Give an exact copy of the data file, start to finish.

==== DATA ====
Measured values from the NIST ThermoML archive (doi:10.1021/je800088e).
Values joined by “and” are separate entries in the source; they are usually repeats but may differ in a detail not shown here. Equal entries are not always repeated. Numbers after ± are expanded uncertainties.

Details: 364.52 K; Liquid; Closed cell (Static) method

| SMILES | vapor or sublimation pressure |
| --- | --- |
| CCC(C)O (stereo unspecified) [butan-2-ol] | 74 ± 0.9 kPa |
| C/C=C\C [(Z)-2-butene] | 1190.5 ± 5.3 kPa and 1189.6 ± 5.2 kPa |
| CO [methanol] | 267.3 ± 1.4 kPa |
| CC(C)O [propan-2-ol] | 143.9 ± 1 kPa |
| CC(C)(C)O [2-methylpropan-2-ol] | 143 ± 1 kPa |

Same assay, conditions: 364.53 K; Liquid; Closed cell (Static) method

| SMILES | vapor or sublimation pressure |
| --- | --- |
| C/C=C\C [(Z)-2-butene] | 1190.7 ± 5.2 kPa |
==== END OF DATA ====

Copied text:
Measured values from the NIST ThermoML archive (doi:10.1021/je800088e).
Values joined by “and” are separate entries in the source; they are usually repeats but may differ in a detail not shown here. Equal entries are not always repeated. Numbers after ± are expanded uncertainties.

Details: 364.52 K; Liquid; Closed cell (Static) method

| SMILES | vapor or sublimation pressure |
| --- | --- |
| CCC(C)O (stereo unspecified) [butan-2-ol] | 74 ± 0.9 kPa |
| C/C=C\C [(Z)-2-butene] | 1190.5 ± 5.3 kPa and 1189.6 ± 5.2 kPa |
| CO [methanol] | 267.3 ± 1.4 kPa |
| CC(C)O [propan-2-ol] | 143.9 ± 1 kPa |
| CC(C)(C)O [2-methylpropan-2-ol] | 143 ± 1 kPa |

Same assay, conditions: 364.53 K; Liquid; Closed cell (Static) method

| SMILES | vapor or sublimation pressure |
| --- | --- |
| C/C=C\C [(Z)-2-butene] | 1190.7 ± 5.2 kPa |